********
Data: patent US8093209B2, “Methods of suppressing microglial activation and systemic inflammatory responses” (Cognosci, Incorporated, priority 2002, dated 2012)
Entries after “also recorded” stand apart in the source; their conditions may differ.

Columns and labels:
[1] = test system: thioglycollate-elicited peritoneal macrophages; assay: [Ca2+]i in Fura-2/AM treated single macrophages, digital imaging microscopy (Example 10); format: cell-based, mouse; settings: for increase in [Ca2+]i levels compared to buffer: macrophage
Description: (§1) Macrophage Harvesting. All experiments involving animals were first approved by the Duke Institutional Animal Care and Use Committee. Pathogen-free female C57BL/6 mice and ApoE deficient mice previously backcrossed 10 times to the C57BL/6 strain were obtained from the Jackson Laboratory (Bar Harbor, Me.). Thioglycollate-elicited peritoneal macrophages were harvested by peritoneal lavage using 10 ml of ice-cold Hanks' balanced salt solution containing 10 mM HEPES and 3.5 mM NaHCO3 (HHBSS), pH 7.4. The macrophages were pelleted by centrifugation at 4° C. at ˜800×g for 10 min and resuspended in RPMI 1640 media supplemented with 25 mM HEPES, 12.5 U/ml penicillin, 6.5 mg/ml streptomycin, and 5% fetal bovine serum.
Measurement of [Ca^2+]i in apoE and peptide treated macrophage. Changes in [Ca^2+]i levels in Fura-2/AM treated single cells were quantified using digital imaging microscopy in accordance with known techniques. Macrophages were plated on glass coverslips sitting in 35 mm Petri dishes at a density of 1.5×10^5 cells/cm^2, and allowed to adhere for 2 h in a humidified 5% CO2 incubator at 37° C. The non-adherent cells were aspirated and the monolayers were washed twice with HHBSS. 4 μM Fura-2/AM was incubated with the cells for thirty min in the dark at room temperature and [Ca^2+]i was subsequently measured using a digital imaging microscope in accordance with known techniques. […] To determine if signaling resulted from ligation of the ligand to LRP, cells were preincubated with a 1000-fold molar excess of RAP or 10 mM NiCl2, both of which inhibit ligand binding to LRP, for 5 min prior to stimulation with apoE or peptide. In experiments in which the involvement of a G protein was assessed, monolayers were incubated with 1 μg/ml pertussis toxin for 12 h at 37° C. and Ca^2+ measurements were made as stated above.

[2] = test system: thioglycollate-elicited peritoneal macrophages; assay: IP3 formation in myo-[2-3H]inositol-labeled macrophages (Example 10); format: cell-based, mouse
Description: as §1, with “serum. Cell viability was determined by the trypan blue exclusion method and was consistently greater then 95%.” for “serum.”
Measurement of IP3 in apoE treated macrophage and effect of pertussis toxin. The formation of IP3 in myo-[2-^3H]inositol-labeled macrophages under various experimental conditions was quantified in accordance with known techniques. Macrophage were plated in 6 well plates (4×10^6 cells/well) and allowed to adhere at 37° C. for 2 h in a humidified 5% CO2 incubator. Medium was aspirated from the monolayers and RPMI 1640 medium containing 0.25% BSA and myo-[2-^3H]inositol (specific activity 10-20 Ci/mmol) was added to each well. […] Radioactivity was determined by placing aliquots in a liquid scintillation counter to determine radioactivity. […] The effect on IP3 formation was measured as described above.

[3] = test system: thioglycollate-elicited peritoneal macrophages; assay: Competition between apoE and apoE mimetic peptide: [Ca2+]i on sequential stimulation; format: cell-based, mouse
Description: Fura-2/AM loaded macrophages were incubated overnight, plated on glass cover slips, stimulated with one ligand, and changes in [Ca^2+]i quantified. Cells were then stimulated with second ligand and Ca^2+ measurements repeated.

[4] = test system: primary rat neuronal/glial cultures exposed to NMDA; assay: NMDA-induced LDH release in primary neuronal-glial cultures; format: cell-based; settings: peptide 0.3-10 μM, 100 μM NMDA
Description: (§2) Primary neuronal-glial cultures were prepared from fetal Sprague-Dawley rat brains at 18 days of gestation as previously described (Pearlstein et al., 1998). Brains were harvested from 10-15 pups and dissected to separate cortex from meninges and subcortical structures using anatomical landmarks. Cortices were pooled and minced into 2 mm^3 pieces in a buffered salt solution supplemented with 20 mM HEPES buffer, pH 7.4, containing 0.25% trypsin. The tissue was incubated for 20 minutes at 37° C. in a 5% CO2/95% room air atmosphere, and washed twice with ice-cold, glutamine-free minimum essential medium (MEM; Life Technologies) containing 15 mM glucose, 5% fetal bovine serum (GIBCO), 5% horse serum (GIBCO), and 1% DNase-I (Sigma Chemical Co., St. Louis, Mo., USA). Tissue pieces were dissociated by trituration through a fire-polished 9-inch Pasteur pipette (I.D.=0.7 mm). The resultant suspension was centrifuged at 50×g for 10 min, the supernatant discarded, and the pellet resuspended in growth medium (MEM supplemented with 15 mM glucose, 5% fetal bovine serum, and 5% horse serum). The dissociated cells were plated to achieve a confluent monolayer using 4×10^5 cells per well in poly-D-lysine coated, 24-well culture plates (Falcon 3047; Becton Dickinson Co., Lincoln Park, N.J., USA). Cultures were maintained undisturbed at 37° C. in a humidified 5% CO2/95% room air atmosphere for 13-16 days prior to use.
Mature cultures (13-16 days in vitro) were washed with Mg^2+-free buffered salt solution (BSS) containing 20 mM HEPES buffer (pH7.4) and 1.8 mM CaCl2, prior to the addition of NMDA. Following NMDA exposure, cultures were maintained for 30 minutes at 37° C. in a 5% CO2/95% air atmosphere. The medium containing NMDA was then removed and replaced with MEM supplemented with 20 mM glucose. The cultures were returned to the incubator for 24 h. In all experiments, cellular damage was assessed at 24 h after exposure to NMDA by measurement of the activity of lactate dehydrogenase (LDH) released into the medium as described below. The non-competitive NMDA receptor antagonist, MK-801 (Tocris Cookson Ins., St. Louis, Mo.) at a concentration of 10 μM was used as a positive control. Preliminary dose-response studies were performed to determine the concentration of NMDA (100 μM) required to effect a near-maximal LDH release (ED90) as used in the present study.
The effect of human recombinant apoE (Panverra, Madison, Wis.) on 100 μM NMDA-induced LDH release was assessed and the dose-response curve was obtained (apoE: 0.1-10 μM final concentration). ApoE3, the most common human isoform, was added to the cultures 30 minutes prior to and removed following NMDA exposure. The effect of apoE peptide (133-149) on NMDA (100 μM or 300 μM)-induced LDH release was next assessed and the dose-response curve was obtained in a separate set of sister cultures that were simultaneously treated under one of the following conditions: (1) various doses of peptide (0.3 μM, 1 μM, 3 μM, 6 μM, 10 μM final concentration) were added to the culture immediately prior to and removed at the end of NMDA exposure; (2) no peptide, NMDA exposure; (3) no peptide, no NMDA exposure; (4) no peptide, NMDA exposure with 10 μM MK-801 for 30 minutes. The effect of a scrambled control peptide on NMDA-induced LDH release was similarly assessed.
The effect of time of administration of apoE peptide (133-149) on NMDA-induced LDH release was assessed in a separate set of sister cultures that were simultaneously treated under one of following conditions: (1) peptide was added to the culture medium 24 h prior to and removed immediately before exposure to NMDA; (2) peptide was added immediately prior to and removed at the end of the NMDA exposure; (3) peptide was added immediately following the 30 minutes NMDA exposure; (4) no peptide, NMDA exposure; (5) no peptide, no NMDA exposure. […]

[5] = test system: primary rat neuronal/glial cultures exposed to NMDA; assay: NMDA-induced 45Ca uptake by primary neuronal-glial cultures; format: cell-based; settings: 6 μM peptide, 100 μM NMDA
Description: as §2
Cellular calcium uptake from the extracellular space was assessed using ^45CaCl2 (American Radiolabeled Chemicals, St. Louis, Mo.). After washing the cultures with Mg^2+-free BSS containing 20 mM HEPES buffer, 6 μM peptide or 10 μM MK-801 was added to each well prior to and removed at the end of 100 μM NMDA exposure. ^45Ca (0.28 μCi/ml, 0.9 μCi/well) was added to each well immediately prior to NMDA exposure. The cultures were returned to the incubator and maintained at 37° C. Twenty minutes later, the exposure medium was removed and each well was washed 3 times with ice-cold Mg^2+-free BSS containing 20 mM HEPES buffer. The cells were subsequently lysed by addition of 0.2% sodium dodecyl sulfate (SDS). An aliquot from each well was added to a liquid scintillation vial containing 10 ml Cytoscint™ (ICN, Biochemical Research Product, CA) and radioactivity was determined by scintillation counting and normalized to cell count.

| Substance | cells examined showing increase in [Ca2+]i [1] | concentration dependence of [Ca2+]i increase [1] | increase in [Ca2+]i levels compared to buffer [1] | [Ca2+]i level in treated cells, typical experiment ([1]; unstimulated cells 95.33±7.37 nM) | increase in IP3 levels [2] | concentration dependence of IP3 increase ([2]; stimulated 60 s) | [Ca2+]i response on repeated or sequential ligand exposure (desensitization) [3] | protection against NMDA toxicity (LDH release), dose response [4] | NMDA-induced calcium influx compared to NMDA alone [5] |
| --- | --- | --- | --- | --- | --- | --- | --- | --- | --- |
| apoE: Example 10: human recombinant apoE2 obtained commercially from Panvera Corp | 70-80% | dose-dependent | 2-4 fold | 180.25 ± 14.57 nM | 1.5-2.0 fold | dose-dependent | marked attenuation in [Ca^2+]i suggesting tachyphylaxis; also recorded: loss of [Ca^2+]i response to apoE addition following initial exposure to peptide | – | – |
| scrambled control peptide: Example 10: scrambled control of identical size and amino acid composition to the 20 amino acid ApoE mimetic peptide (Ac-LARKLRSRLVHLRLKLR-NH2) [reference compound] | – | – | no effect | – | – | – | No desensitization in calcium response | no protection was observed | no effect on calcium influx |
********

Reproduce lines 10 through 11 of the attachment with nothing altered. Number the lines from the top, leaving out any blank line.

[3] = test system: thioglycollate-elicited peritoneal macrophages; assay: Competition between apoE and apoE mimetic peptide: [Ca2+]i on sequential stimulation; format: cell-based, mouse
Description: Fura-2/AM loaded macrophages were incubated overnight, plated on glass cover slips, stimulated with one ligand, and changes in [Ca^2+]i quantified. Cells were then stimulated with second ligand and Ca^2+ measurements repeated.